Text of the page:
Unless otherwise expressly set out to the contrary, nothing in these Terms shall serve to transfer from Mondaq to you, any Intellectual Property Rights owned by and/or licensed to Mondaq and all rights, title and interest in and to such Intellectual Property Rights will remain exclusively with Mondaq and/or its licensors.

Mondaq shall use its reasonable endeavours to make the Website and Services available to you at all times, but we cannot guarantee an uninterrupted and fault free service.

Mondaq reserves the right to make changes to the services and/or the Website or part thereof, from time to time, and we may add, remove, modify and/or vary any elements of features and functionalities of the Website or the services.

Mondaq also reserves the right from time to time to monitor your Use of the Website and/or services.


The Content is general information only. It is not intended to constitute legal advice or seek to be the complete and comprehensive statement of the law, nor is it intended to address your specific requirements or provide advice on which reliance should be placed. Mondaq and/or its Contributors and other suppliers make no representations about the suitability of the information contained in the Content for any purpose. All Content provided "as is" without warranty of any kind. Mondaq and/or its Contributors and other suppliers hereby exclude and disclaim all representations, warranties or guarantees with regard to the Content, including all implied warranties and conditions of merchantability, fitness for a particular purpose, title and non-infringement. To the maximum extent permitted by law, Mondaq expressly excludes all representations, warranties, obligations, and liabilities arising out of or in connection with all Content. In no event shall Mondaq and/or its respective suppliers be liable for any special, indirect or consequential damages or any damages whatsoever resulting from loss of use, data or profits, whether in an action of contract, negligence or other tortious action, arising out of or in connection with the use of the Content or performance of Mondaq’s Services.


Mondaq may alter or amend these Terms by amending them on the Website. By continuing to Use the Services and/or the Website after such amendment, you will be deemed to have accepted any amendment to these Terms.

These Terms shall be governed by and construed in accordance with the laws of England and Wales and you irrevocably submit to the exclusive jurisdiction of the courts of England and Wales to settle any dispute which may arise out of or in connection with these Terms. If you live outside the United Kingdom, English law shall apply only to the extent that English law shall not deprive you of any legal protection accorded in accordance with the law of the place where you are habitually resident ("Local Law"). In the event English law deprives you of any legal protection which is accorded to you under Local Law, then these terms shall be governed by Local Law and any dispute or claim arising out of or in connection with these Terms shall be subject to the non-exclusive jurisdiction of the courts where you are habitually resident.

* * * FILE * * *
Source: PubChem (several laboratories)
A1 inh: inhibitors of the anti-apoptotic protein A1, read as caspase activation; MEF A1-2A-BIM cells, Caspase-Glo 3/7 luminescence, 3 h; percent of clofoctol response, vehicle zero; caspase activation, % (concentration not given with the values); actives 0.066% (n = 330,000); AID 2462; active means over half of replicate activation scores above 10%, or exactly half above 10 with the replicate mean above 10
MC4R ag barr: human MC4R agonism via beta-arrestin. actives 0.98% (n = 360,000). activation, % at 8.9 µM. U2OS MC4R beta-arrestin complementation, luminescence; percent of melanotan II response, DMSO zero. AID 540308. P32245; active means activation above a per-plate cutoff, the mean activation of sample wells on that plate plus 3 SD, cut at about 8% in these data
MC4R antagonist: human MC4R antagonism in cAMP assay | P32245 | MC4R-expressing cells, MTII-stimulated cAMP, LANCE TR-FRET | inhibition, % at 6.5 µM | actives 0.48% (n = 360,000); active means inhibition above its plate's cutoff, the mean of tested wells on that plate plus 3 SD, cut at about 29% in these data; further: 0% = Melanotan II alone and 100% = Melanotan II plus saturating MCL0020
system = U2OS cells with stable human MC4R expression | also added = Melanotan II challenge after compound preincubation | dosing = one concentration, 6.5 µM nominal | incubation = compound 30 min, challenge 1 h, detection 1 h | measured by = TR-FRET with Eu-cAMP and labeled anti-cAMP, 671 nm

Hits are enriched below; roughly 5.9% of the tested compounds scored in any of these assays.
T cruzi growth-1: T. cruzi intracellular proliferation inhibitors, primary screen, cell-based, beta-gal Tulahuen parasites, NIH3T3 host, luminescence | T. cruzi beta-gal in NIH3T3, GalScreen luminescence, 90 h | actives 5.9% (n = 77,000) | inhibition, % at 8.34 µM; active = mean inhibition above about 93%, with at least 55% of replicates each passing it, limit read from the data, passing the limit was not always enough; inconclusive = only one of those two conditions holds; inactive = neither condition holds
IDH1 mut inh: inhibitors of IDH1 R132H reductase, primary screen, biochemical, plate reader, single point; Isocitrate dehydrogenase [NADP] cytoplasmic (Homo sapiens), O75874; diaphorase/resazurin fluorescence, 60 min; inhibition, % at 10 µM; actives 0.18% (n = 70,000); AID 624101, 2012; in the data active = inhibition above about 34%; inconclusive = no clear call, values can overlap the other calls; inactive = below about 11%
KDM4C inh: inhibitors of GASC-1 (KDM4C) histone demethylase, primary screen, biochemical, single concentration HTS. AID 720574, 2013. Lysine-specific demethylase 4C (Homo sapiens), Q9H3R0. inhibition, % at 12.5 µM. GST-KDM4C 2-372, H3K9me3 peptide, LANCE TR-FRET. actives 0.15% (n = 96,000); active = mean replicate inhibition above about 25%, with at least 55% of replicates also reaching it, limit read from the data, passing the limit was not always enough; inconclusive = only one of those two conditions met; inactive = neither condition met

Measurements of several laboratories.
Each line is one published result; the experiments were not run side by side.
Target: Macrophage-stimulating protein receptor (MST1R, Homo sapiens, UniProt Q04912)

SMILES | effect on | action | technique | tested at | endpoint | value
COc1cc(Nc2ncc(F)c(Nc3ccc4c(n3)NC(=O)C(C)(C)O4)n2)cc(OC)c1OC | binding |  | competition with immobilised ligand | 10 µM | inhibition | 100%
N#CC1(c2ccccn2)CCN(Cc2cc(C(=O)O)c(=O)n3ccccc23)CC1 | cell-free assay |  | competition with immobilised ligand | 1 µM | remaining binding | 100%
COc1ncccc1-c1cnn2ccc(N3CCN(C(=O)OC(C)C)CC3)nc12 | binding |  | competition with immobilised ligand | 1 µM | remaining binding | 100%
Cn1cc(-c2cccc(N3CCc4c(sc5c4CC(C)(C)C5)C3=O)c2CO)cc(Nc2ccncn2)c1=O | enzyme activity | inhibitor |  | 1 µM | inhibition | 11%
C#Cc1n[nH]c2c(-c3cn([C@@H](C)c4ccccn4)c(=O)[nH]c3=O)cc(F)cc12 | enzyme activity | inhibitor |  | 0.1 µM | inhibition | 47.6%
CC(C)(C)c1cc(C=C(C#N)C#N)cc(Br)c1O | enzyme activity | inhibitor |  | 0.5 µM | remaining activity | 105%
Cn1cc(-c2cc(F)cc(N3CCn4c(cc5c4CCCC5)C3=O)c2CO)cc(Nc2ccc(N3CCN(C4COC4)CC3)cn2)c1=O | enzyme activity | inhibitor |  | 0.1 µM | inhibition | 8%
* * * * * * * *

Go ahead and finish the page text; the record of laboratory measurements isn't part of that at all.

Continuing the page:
You may print and keep a copy of these Terms, which form the entire agreement between you and Mondaq and supersede any other communications or advertising in respect of the Service and/or the Website.

No delay in exercising or non-exercise by you and/or Mondaq of any of its rights under or in connection with these Terms shall operate as a waiver or release of each of your or Mondaq’s right. Rather, any such waiver or release must be specifically granted in writing signed by the party granting it.

If any part of these Terms is held unenforceable, that part shall be enforced to the maximum extent permissible so as to give effect to the intent of the parties, and the Terms shall continue in full force and effect.

Mondaq shall not incur any liability to you on account of any loss or damage resulting from any delay or failure to perform all or any part of these Terms if such delay or failure is caused, in whole or in part, by events, occurrences, or causes beyond the control of Mondaq. Such events, occurrences or causes will include, without limitation, acts of God, strikes, lockouts, server and network failure, riots, acts of war, earthquakes, fire and explosions.

By clicking Register you state you have read and agree to our Terms and Conditions